Chapter 4 - Customer Engagement in a World Gone Mobile

As the way in which people use mobile is significantly different to the way they use other channels, the marketing methods must also change. In terms of use, mobile is not merely a portable version of the internet, but a medium unto itself, which must be considered as such. "Mobile is not incremental, it is transformational."

Which is to say, it has the potential to be transformational - but that transformation is not yet realized. It is being used as a location finder and a coupon dispenser, but it can be much more than that.

Mobile Business Goal Alignment

Marketing strategy for the mobile channel must align the goals of the business to the opportunities of the channel, but the opportunism lie in the way that consumers use the channel rather than the capabilities that are available but unissued, and certainly rather than the way in which the business wishes that consumers would use the channel.

First, recognize that different demographic groups use different mobile devices - so first determine what your customers use (it may not be what is most popular among all users). You can survey them, but a better approach might be to launch a simple "first generation" mobile website and monitor device statistics. This will give you an initial impression that can be refined later when you can sort out your best customers from the overall audience.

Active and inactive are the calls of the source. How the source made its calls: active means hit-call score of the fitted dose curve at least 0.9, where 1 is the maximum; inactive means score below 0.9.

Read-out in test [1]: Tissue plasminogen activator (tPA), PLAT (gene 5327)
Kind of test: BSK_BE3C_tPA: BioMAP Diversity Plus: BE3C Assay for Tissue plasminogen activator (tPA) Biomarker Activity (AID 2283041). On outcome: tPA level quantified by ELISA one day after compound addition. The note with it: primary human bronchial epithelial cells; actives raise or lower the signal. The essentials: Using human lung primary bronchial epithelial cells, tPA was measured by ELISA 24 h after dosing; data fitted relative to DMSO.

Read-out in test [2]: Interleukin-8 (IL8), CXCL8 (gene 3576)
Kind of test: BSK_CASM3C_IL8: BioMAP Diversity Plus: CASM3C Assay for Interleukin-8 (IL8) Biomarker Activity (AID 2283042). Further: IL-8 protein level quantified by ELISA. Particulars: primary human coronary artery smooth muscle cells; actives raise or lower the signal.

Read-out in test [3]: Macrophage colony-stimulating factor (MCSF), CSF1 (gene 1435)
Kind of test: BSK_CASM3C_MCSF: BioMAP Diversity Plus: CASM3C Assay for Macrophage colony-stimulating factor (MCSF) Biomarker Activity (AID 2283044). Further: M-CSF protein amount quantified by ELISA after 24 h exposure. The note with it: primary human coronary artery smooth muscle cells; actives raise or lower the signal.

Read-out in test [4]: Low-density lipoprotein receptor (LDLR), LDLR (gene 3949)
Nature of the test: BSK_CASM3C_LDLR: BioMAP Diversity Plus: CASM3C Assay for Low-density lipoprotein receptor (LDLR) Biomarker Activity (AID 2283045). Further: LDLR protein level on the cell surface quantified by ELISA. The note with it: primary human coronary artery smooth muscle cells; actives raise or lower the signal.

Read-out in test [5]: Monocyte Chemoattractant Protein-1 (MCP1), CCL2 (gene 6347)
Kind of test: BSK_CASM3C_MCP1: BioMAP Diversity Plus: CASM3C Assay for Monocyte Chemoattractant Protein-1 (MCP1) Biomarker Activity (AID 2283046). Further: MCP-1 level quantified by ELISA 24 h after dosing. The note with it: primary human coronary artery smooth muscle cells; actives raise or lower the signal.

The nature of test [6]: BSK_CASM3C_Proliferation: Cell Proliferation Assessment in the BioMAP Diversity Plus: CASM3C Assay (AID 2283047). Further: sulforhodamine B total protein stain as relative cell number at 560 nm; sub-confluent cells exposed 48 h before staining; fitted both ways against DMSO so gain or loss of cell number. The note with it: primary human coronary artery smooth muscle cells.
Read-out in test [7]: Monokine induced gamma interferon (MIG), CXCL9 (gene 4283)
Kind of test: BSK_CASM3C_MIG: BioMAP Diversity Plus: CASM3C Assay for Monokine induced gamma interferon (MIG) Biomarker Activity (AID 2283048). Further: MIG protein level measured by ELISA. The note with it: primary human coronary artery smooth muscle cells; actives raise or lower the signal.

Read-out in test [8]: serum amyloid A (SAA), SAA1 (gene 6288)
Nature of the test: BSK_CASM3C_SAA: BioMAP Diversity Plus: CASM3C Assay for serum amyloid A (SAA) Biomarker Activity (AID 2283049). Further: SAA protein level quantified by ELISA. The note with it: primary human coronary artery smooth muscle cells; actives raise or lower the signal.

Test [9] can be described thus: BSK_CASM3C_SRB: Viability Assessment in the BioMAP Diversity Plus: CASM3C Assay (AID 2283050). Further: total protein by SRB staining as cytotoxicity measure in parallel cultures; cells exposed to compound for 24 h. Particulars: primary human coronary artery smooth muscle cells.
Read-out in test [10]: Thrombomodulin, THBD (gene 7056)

Second, beware of your internal agenda. Companies often act on instinct, considering what they want from their customers - but unless they deliver what their customers want of them, their efforts are in vain. Further, your efforts are counterproductive: visitors who find a site useless very seldom return to see if it has become useful since their last visit.

The author predicts that, given time, the majority of the market will migrate to smartphones - they're so much more useful - and while you should plan for that future, you will need to build for the present.

Follow Your Customers

Mobile phone use is evolving, as customers switch devices and learn the various features that they offer, and the features themselves continue to evolve. There are many firms that are attempting to push the edge of the envelope.

The author's advice: don't be among them. The risk of missing out on marketing opportunities by being on the leading edge is far outweighed by the risk of alienating customers by being too far ahead of them. The reason many start-ups fail is in being too nimble and assuming the customer will hurry to catch up to them.